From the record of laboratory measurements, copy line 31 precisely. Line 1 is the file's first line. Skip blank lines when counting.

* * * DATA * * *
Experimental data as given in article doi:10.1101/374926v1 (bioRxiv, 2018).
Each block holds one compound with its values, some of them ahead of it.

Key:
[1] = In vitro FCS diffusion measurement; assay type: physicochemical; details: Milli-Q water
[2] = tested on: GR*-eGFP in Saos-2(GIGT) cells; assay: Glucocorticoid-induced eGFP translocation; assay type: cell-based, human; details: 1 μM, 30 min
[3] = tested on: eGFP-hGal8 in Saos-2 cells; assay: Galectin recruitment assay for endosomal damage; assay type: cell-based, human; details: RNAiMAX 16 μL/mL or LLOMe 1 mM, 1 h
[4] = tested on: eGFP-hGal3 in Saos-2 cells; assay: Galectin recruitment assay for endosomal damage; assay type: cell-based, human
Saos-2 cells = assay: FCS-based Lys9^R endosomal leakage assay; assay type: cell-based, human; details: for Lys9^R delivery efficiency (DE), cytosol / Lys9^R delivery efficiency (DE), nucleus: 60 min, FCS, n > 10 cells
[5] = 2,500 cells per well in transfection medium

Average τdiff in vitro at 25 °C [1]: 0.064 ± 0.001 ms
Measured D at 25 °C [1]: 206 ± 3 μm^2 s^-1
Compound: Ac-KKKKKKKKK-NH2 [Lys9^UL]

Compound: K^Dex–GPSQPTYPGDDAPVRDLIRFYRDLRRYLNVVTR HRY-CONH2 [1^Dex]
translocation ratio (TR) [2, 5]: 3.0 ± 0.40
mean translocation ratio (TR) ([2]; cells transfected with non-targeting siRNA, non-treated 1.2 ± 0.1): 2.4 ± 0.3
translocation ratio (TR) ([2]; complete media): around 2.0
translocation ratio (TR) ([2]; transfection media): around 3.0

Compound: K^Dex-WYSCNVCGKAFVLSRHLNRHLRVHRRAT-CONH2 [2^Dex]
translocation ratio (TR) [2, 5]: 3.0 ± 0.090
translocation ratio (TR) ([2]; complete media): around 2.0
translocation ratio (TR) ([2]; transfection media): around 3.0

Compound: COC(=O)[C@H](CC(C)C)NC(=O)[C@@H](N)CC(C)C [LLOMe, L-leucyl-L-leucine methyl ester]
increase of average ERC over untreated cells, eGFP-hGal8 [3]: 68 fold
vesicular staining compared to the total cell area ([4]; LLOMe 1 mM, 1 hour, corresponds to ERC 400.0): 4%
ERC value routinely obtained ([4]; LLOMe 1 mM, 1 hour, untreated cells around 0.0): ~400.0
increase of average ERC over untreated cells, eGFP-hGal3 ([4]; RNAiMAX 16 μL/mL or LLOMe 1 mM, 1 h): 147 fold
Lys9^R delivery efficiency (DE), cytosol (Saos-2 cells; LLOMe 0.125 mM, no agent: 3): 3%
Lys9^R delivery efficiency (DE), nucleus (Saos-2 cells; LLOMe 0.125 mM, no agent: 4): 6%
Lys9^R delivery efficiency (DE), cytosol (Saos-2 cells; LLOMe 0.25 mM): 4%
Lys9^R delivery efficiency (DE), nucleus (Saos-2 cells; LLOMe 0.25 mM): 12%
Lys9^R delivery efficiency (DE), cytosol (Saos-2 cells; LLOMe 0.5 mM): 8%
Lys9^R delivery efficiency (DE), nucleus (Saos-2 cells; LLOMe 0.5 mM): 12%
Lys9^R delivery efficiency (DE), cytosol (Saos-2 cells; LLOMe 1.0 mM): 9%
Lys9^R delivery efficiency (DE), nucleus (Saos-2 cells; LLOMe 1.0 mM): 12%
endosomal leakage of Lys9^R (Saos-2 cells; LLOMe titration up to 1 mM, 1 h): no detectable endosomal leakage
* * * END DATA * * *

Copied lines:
Lys9^R delivery efficiency (DE), cytosol (Saos-2 cells; LLOMe 0.5 mM): 8%